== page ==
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The VIX: Could the “Fear Gauge” Call a Market Bottom?

Posted by: Ben Levisohn on October 8, 2008

Since the Dow started its precipitous drop from its record high of 14,000 one year ago, options traders and savvy investors have been waiting for the S&P Volatility Index, or VIX, to take notice. The VIX is often referred to as the fear index, but no matter what happened — the popping of the housing bubble, the collapse of Bear Stearns, the implosion of the monoline insurers — it stubbornly refused to trade above 35, a remarkable sign of complacency (the VIX traded as high as 150 in 1987). Even the government takeover of Fannie Mae and Freddie Mac failed to move the needle.

That all changed on September 17, when Lehman Brothers came under intense pressure leading up to its bankruptcy filing and the VIX took up home in the 30s. And when Congress failed to pass a bailout bill after the close on September 26, the market collapsed and the VIX spiked to 46.72. Today, it trades in the 50s. (See Chart) Now, it appears investor complacency has gone the way of Lehman.


But contrarians everywhere see the rise in fear as a possible buying opportunity. The Dow has dropped 5,000 points, they say, and though the market may still drop another 1,000 points or more the VIX is one sign confirming that we may be oversold. Of course, the problem with being oversold as that you can always get more oversold, but Barry Ritholtz of Ritholtz Capital Partners believes the VIX is signaling a trading low, if not a permanent one. “It doesn’t mean you run out and go crazy but this is not the time to panic,” Ritholtz says. “The time to panic was a year ago.”

Reader Comments

Warren Shushi

October 9, 2008 2:35 PM

I have no problem with contrarians using any signal as a buying moment. However, I hope you pay more attention to the SPDR option spread. The widening of the spread may artificially increase the VIX value. As a result, using VIX is not as realiable as it was before.


October 11, 2008 11:42 PM

Yes, the market is still in extreme panic condition (VIX index to a new high) + rising foreclosures (107 500 homes lost in September. Link: + rising bankruptcies ( up 93% VS August 2007. Link:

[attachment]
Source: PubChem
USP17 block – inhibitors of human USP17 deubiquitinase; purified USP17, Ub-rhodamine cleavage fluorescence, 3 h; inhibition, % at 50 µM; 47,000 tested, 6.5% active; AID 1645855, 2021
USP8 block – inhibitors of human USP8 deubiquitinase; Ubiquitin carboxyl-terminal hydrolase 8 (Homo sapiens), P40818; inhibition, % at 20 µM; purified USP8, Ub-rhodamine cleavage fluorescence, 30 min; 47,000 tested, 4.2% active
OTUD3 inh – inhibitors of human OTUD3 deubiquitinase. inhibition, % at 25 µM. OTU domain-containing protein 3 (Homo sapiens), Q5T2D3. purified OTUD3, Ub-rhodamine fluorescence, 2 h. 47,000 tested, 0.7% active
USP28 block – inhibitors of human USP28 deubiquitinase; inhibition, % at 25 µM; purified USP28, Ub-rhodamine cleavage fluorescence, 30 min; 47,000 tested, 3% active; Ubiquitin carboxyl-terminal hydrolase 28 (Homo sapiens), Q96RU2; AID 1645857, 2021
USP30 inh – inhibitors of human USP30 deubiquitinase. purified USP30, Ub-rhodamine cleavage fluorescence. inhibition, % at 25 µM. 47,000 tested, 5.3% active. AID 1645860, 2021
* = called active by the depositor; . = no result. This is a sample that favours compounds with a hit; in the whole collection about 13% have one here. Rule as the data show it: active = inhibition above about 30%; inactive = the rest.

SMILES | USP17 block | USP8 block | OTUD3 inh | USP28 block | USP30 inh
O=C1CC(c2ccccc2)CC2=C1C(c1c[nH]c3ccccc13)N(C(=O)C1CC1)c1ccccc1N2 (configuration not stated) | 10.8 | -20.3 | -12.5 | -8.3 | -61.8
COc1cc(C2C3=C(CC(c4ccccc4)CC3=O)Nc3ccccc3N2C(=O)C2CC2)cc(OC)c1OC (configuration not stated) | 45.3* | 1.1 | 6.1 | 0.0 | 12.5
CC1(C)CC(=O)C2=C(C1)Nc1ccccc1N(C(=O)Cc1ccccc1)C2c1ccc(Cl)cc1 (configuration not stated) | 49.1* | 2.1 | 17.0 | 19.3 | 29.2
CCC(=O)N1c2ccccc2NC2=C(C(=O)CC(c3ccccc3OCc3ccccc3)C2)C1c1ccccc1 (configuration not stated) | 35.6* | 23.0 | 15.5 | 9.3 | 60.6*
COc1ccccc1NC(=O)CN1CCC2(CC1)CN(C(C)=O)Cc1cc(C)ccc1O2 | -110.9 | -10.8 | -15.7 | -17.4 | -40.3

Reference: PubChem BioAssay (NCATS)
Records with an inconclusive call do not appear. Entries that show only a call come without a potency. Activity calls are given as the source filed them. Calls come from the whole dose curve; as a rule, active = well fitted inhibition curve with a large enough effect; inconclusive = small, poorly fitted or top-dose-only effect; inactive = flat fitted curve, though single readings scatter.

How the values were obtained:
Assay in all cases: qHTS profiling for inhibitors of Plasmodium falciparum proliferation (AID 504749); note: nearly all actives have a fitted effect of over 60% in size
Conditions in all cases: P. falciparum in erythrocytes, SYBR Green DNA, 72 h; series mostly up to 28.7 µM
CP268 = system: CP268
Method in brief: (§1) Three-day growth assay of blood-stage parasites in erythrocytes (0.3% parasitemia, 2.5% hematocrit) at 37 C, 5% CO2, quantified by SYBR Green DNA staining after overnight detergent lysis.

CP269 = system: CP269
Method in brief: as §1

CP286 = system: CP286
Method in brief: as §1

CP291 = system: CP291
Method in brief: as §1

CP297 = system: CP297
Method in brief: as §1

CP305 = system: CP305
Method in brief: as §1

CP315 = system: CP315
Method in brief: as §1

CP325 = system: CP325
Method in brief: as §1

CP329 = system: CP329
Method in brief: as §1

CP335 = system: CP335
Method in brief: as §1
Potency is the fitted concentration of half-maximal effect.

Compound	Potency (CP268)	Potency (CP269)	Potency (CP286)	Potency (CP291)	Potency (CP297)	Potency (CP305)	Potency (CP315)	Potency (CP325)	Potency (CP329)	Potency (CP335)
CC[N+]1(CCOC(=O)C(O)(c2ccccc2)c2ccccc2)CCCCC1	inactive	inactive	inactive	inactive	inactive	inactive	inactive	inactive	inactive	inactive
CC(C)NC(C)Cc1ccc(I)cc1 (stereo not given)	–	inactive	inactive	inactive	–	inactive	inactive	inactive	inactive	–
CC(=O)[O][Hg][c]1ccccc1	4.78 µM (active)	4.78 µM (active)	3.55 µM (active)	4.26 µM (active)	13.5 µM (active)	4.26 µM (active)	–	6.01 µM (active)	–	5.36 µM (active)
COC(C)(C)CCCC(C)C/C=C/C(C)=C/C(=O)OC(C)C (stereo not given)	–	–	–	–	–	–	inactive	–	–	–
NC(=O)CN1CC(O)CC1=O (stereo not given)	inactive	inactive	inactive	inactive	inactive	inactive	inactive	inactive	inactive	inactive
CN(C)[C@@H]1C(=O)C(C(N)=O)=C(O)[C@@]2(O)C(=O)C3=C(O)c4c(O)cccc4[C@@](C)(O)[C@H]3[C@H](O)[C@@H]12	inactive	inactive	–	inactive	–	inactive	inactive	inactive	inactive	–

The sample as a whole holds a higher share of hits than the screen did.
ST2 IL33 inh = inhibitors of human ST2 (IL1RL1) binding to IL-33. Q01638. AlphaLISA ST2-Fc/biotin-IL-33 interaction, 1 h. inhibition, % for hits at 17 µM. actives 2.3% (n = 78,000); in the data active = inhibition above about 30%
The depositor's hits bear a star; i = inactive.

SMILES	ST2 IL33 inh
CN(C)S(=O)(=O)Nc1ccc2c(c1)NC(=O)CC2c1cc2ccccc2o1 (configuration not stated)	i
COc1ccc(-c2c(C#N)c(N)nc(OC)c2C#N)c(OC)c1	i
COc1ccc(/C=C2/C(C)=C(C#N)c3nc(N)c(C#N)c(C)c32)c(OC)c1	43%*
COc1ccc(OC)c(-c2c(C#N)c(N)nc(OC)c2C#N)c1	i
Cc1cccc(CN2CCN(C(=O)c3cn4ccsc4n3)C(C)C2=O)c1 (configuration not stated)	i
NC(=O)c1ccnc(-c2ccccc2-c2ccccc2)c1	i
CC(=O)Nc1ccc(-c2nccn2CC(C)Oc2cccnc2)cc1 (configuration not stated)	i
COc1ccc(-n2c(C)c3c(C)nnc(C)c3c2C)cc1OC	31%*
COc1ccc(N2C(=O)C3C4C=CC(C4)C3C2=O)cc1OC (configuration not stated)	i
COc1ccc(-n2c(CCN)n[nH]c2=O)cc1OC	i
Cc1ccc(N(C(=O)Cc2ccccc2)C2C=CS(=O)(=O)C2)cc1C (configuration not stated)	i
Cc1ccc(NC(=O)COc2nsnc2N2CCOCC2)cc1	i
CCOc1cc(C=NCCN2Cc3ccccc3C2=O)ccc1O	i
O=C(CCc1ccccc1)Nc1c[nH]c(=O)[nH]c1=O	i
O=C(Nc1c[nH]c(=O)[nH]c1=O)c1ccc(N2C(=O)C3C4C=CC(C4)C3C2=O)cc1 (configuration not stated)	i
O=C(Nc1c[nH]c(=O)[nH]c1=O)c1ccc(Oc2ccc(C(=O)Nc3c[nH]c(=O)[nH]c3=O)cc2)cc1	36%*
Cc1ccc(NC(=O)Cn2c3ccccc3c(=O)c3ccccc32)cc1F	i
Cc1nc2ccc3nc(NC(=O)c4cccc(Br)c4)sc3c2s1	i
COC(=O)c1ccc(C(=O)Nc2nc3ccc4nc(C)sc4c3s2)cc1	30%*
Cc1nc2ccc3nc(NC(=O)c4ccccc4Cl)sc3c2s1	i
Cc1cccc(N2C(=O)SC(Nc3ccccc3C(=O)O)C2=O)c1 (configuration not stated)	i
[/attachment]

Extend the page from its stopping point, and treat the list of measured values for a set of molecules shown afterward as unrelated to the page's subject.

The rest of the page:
but I think it's too early to call 8000 is a bottom... I will say the market will drop more to 2000 before it can find a bottom.

Similary in Japan, bankruptcies (up 34% vs last year. Link:

foreclosures soared to a record level as well...

I will say there will be more financial, insurance institutions to collapse (already 2 more banks failed on Friday) in months ahead. The worst has yet to come... who's going to pay the insured credit default swaps? In Lehman Brothers' case, the payouts is expected to be in between 400 to 600 billion. Link:

More banks, insured companies going under for sure in the months ahead... remember, CDS is not a regulated market and its size is more than 55 trillion... 5 times more than the size of US GDP.

It's probably now too late to rescue the banks or create the market for CDS... given its size, number of clients involved, etc.

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Bloomberg Businessweek’s Ben Steverman focuses on the latest moves in financial markets and emerging trends in stocks, bonds, and funds, always with an eye toward giving readers a better understanding of the sometimes confusing and often chaotic world of money. Standard & Poor’s senior index analyst Howard Silverblatt will also provide his take on companies’ finances and the markets. Voted one of the “Top 100 Finance Blogs” in 2007.

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